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Petition for Rutgers to require coronavirus vaccine for faculty, staff gains more than 750 signatures

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A petition has been circulating for Rutgers to require faculty and staff to get vaccinated for the coronavirus disease (COVID-19) following its mandate for students. – Photo by Pixabay.com

A petition demanding a coronavirus disease (COVID-19) vaccine requirement for faculty and staff at Rutgers has collected more than 750 signatures and was presented last week to University President Jonathan Holloway, according to a press release.

The petition was sponsored by the Rutgers Community for a Covid-Free University, an organization formed this past July by Department of Chemistry and Chemical Biology professors Alan Goldman and Robert Boikess and Department of Biomedical Engineering professor Troy Shinbrot, according to the release. 

Goldman said the organization was formed to push for a COVID-19 vaccination requirement for faculty and staff at Rutgers. Boikess said their goal comes from a concern for the health and well-being of students, faculty and staff.

“(With the mandate) I would certainly feel safer and less concerned about catching and transmitting the disease to loved ones and any other contacts,” Goldman said. “I’m sure many who have at-risk people in their homes would be even more relieved.”

Holloway cited labor management limitations as the reason for not requiring COVID-19 vaccination for faculty and staff during a Board of Governors meeting in April, according to the release.

Shinbrot said he accepted this reason initially but became disappointed after the University chose not to pursue the vaccine mandate that was voted on by the Rutgers branch of the American Association of University Professors and American Federation of Teachers. Goldman said labor management limitations are not a legitimate excuse to avoid mandating the vaccine for faculty and staff.

“If we are to return to in-person education (which we want to do), we feel that the University has an obligation to take reasonable precautions so that all students and employees, including vaccinated, do not catch and transmit a very deadly virus,” he said. 

Shinbrot said the University’s hesitation to require the vaccine for faculty and staff increases the chance of COVID-19 transmission on campus as well as the chance for dangerous variants to develop. Additionally, he said the delay causes stress and anxiety for those returning to campus.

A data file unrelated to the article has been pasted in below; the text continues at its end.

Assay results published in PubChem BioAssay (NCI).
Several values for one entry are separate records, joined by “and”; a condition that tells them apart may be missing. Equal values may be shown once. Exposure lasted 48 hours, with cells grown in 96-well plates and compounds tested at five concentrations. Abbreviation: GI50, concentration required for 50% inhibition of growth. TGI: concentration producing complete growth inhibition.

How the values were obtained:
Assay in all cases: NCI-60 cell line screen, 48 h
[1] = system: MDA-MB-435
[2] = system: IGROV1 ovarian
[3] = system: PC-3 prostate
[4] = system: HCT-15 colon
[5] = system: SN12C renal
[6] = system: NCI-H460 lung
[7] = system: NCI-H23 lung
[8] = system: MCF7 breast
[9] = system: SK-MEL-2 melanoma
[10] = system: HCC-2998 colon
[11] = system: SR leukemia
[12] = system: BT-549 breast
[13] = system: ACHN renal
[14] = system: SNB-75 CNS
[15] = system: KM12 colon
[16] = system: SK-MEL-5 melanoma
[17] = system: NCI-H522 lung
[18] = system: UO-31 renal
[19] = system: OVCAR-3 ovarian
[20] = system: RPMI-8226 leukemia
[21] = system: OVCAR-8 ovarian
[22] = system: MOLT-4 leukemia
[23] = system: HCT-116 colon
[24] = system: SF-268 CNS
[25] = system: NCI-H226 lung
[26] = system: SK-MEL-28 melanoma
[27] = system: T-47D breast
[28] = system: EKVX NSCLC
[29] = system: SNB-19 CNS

“How would you feel if you were a parent of a returning student: all their friends would be vaccinated, but they could be in classes or could meet with faculty standing in front of them lecturing loudly, and so spreading the virus highly efficiently,” Shinbrot said. “Wouldn't you be anxious, and wouldn't you rather the professors were vaccinated?”

Goldman said the University’s delay also demonstrates a lack of leadership, which contrasts with its image as the first college or university to require COVID-19 vaccinations for students. Other universities such as Princeton University, Stockton University, the University of California and the University of Michigan have already established vaccination requirements for faculty and staff, according to the release. 

Goldman said the benefits of mandated faculty and staff vaccinations would include a decreased risk of illness to members of the Rutgers community, whether vaccinated and unvaccinated, as well as progress toward ending the pandemic. Boikess said a vaccination mandate for faculty and staff might also bring about social benefits for the Rutgers community.

“(The mandate) is an affirmation that we are all part of one academic community and that we care for each other,” he said.

The overall faculty and staff vaccination upload rate is currently at 82 percent, Holloway said, according to a University-wide email sent Wednesday. He said the University continues to work on increasing that percentage.

“For those employees who have not yet scheduled a vaccination, we strongly encourage you to do so as soon as possible, and we continue to offer walk-in vaccinations in Camden, Newark and Piscataway,” Holloway said.

Goldman said the vaccination requirement for health and safety workers at Rutgers has resulted in a 97 percent vaccination rate among those populations, which he said demonstrates that no other measure is as effective as mandatory vaccination at increasing vaccination rates.

In addition, Shinbrot said the University's 82 percent employee vaccination rate means there is still an approximate 1 in 5 chance that Rutgers community members could interact with an unvaccinated person and get exposed to the virus.

“So the question is, how do you get people who haven't been vaccinated to do so?” he said. “Vaccines have been available since December: People have had plenty of time to make their decision, and whatever reasons those 1 in 5 who have resisted vaccination have used to avoid vaccination will persist. Only by requiring vaccination will it actually happen.”

Shinbrot said the virus remains a serious threat and that communities need to stay vigilant to make campus as safe as possible, but mandatory faculty vaccinations may eventually lead to more relaxed restrictions on Rutgers campuses. Goldman said current scientific discoveries, rates of COVID-19 transmission among the general populace and vaccination rates at Rutgers all would play into such a decision.

“The sacrifices that students have made to date are tremendous,” Goldman said. “The University has an obligation to do everything possible to bring us back toward a normal life as quickly as possible.”


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